The knee is the largest joint in the body. It not only bends and straightens, but it also has some rotational motion. While walking at a normal pace, the knee must bear three to five times our body weight. When we climb stairs or run, the force it must bear increases to seven or eight times our body weight. Normally, all of the components of the knee work in harmony, and we are pain free. However, when the knee is overstressed in sports or everyday activities, or it is injured, the soft tissue structures become inflamed, swollen, and painful. If these problems are not immediately addressed, the affected structures will gradually break down, causing complete immobility of the knee.
Anatomy of the Knee
In order to help determine which structures may be involved when there is knee pain, we have divided the knee into 5 sections. Each section will contain one or more anatomical structures which may cause knee pain.
The knee is the largest, and one of the most complex joints in our body. It is injured more frequently than any other joint. The knee joint is composed of the following structures:
1. Four Bones:
- Femur: This is the thigh bone, and it is the largest bone in our body.
- Tibia: This is the large shin bone which is found in the lower leg.
- Fibula: This bone is smaller than the tibia, and it is located next to the tibia in the lower leg.
- Patella:This is also called the knee cap. It is the small bone located in front of the knee. When the knee bends or straightens, the patella moves up and down in the femoral groove. The femoral groove is located on the upper end of the front of the tibia.
2. Four Large Ligaments: These ligaments are strong fibrous bands which connect bones to each other, and brace the knee joint against abnormal types of knee motion. The following ligaments provide stability to the knee joint:
The two ligaments which are located on the outside of the knee joint:
- Medial Collateral Ligament (MCL): This ligament is located on the inner (medial) aspect of the knee; and connects the femur to the tibia.
- Lateral Collateral Ligament (LCL): Located on the outer (lateral) aspect of the knee; and connects the femur to the fibula.
The next two ligaments are found within the knee joint. They are found in the center of the joint, connecting the femur to the tibia:
- Anterior Cruciate Ligament (ACL) is found towards the front of the joint. It prevents the tibia from sliding forward beneath the femur.
- Posterior Cruciate Ligament (PCL) is located toward the rear of the knee joint. It prevents the tibia from sliding backward beneath the femur.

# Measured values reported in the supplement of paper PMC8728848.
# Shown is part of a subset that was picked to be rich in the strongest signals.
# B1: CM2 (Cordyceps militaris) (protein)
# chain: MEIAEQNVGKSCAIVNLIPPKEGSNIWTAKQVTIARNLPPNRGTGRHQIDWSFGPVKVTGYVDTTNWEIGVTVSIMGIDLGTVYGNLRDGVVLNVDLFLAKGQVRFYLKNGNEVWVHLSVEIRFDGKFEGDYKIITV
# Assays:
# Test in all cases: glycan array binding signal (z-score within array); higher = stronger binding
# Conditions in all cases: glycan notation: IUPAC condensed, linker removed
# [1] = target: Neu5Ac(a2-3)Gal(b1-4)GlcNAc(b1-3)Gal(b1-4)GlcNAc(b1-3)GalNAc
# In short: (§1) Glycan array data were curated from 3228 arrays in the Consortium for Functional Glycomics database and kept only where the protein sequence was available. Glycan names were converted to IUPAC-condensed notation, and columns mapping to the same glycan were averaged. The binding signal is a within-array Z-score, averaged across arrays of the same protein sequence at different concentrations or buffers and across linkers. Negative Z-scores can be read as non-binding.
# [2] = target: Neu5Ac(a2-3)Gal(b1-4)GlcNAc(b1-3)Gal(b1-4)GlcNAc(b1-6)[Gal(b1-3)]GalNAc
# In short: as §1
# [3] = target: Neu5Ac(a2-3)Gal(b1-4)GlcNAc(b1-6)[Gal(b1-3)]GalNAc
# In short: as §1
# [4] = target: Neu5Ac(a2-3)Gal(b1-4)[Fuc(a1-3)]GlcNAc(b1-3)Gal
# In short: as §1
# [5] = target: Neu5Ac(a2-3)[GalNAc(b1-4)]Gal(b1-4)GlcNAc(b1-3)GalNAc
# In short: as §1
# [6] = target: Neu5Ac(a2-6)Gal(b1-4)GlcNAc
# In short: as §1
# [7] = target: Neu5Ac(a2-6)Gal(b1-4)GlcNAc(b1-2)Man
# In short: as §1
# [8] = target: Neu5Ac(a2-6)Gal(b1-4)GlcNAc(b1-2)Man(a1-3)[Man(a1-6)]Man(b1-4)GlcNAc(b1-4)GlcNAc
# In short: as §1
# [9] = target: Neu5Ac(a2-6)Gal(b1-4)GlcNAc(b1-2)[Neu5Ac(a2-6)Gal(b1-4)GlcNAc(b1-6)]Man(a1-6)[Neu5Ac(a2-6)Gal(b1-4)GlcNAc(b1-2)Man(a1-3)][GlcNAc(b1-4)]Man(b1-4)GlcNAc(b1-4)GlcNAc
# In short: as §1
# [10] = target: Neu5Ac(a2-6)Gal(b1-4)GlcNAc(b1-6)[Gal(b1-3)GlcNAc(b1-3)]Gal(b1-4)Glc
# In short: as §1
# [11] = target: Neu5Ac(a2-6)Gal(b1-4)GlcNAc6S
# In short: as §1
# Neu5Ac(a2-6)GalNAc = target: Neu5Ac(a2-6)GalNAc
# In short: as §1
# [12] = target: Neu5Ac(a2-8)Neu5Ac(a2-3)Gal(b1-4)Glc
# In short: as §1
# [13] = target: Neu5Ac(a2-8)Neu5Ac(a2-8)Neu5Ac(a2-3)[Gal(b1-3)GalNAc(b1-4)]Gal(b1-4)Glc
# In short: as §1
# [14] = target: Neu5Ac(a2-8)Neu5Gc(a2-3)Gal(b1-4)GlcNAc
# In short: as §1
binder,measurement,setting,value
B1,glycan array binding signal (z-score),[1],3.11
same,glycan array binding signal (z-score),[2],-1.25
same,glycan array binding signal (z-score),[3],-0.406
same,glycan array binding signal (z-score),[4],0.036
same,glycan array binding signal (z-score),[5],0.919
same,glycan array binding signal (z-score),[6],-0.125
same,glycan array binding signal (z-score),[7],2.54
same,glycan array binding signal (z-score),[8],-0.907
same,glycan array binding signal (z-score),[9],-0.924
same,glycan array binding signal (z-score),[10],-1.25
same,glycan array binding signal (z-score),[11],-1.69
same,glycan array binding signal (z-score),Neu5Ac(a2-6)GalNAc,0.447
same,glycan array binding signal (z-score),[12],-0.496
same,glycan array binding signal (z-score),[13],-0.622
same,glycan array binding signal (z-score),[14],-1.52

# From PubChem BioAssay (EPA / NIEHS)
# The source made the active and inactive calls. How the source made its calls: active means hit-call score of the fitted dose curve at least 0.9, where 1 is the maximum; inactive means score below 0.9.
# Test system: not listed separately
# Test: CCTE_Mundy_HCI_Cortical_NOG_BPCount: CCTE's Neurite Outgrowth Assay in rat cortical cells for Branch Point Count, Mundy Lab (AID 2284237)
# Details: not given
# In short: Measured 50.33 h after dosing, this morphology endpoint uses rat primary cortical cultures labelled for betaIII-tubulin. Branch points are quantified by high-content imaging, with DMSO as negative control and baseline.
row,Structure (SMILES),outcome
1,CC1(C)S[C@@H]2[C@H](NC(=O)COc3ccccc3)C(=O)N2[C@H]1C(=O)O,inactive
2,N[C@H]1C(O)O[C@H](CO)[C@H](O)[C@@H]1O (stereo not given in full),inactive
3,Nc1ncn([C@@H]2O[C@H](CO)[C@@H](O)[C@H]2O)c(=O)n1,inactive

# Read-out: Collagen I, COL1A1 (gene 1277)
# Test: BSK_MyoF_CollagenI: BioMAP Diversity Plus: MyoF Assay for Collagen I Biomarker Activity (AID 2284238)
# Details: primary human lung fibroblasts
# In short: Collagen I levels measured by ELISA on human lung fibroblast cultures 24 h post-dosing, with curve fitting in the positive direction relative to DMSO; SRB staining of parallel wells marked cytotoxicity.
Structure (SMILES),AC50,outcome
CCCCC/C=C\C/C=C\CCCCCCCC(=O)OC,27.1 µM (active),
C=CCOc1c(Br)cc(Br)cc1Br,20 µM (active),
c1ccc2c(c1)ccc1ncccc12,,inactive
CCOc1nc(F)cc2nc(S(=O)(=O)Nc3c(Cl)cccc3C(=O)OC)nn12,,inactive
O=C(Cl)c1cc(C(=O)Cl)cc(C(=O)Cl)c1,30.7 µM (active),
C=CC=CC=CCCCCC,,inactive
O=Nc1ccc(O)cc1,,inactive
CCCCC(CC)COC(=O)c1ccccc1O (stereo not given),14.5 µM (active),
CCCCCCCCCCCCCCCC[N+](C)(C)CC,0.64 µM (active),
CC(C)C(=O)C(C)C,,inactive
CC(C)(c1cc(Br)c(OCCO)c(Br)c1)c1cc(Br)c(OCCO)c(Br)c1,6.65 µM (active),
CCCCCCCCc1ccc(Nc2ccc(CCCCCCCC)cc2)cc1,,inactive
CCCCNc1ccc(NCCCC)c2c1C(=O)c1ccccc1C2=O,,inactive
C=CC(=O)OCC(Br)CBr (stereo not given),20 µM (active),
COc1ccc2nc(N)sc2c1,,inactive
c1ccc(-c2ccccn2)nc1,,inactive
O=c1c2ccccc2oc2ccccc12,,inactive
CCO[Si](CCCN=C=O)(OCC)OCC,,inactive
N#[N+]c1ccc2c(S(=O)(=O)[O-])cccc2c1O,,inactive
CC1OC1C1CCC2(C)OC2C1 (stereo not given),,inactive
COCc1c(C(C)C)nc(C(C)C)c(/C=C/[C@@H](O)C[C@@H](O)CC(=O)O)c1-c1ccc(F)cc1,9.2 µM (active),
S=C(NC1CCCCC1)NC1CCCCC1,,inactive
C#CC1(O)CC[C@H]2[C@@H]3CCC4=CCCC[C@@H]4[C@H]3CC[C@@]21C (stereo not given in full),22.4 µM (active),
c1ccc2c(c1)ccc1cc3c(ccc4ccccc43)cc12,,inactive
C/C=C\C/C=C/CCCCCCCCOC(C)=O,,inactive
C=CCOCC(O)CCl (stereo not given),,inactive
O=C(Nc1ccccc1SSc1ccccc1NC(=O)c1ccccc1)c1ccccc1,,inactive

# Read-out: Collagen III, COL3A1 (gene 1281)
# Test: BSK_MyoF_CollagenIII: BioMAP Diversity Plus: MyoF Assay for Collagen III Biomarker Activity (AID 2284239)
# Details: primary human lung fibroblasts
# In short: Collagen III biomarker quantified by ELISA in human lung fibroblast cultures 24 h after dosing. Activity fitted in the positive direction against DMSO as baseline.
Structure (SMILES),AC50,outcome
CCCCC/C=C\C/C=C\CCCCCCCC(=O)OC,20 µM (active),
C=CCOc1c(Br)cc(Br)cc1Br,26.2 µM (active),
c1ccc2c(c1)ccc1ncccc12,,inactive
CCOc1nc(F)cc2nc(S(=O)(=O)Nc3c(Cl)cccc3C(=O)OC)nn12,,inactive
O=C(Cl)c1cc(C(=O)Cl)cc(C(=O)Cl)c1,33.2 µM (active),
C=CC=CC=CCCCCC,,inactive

These two ligaments "criss-cross" each other, and by so doing, provide great stability to the knee joint.
Common Knee Conditions
Front (Anterior) of the Knee
" Runner's Knee
(Patellofemoral Pain Syndrome)
" Jumper's Knee (Patellar Tendinitis)
Inner Side (Medial) of the Knee
" Medial Collateral Ligamnet
Outer Side (Lateral) of the Knee
" Iliotibial Band Syndrome (I.T.B.)
" Lateral Collateral Ligament
Deep Pain Within the Knee
" Osteoarthritis of the Knee
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Knee Pain Locator.
3. There are two thick fibrocartilaginous cushions which sit between the femur and the tibia. They are called the medial and lateral menisci, and they act as cushions and shock absorbers for the knee.
4. Articular cartilage covers the ends of the knee bones, and allows for the smooth movement of one bone moving against the other. This cartilage reduces friction, and allows the knee to bend and straighten pain free.
5. There are two "C" shaped thick fibro-elastic tissue pads (thick cartilage pads) found in the knee. They act like articular cartilage and protect the ends of the femur and tibia. Unlike articular cartilage, the menisci also act as shock absorbers within the knee.
6. While bones support the knee, muscles move the knee. Muscles attach to bones by means of strong fibrous bands called tendons. The two major muscles that bend and straighten the knee are:
The Quadriceps Muscle which is located on the front of the thigh. It straightens the knee.
The Hamstring Muscles are found on the back of the thigh, and they bend the knee.
7. The Iliotibial Band (I.T.B.) is a thickened strip of fascia or muscle cover. It begins as a thick band that covers the outer thigh muscles, and travels down the outside of the leg to the knee joint, where it attaches to the outer edge of both the tibia and fibula, just below the knee joint. This structure gives added stability to the knee joint.
While there are more anatomical structures in and around the knee, the above structures are the most commonly injured, and therefore have been singled out and described.